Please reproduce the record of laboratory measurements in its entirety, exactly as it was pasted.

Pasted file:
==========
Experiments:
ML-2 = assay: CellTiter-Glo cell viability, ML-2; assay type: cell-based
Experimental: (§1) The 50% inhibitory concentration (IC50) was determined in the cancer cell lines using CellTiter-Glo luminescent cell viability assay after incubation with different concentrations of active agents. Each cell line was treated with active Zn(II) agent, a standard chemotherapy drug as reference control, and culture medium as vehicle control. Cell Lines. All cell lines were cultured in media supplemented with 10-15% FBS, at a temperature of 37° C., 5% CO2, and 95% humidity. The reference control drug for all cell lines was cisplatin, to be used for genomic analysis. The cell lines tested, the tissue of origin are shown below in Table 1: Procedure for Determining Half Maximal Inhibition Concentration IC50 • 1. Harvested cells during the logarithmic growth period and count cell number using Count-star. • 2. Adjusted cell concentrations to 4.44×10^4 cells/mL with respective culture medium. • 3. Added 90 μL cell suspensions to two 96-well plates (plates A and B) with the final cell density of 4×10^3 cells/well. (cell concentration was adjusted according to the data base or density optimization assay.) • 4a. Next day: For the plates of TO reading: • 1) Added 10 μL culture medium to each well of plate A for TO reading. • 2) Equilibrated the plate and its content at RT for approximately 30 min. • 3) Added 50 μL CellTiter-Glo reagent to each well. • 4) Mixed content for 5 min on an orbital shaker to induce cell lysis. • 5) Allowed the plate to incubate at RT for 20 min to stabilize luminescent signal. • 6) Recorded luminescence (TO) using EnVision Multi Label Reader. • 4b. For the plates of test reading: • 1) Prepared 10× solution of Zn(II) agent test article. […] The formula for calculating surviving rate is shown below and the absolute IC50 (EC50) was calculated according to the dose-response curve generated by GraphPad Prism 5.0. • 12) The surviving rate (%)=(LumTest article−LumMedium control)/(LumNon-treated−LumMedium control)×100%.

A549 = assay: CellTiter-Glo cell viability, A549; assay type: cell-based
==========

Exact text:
Experiments:
ML-2 = assay: CellTiter-Glo cell viability, ML-2; assay type: cell-based
Experimental: (§1) The 50% inhibitory concentration (IC50) was determined in the cancer cell lines using CellTiter-Glo luminescent cell viability assay after incubation with different concentrations of active agents. Each cell line was treated with active Zn(II) agent, a standard chemotherapy drug as reference control, and culture medium as vehicle control. Cell Lines. All cell lines were cultured in media supplemented with 10-15% FBS, at a temperature of 37° C., 5% CO2, and 95% humidity. The reference control drug for all cell lines was cisplatin, to be used for genomic analysis. The cell lines tested, the tissue of origin are shown below in Table 1: Procedure for Determining Half Maximal Inhibition Concentration IC50 • 1. Harvested cells during the logarithmic growth period and count cell number using Count-star. • 2. Adjusted cell concentrations to 4.44×10^4 cells/mL with respective culture medium. • 3. Added 90 μL cell suspensions to two 96-well plates (plates A and B) with the final cell density of 4×10^3 cells/well. (cell concentration was adjusted according to the data base or density optimization assay.) • 4a. Next day: For the plates of TO reading: • 1) Added 10 μL culture medium to each well of plate A for TO reading. • 2) Equilibrated the plate and its content at RT for approximately 30 min. • 3) Added 50 μL CellTiter-Glo reagent to each well. • 4) Mixed content for 5 min on an orbital shaker to induce cell lysis. • 5) Allowed the plate to incubate at RT for 20 min to stabilize luminescent signal. • 6) Recorded luminescence (TO) using EnVision Multi Label Reader. • 4b. For the plates of test reading: • 1) Prepared 10× solution of Zn(II) agent test article. […] The formula for calculating surviving rate is shown below and the absolute IC50 (EC50) was calculated according to the dose-response curve generated by GraphPad Prism 5.0. • 12) The surviving rate (%)=(LumTest article−LumMedium control)/(LumNon-treated−LumMedium control)×100%.

A549 = assay: CellTiter-Glo cell viability, A549; assay type: cell-based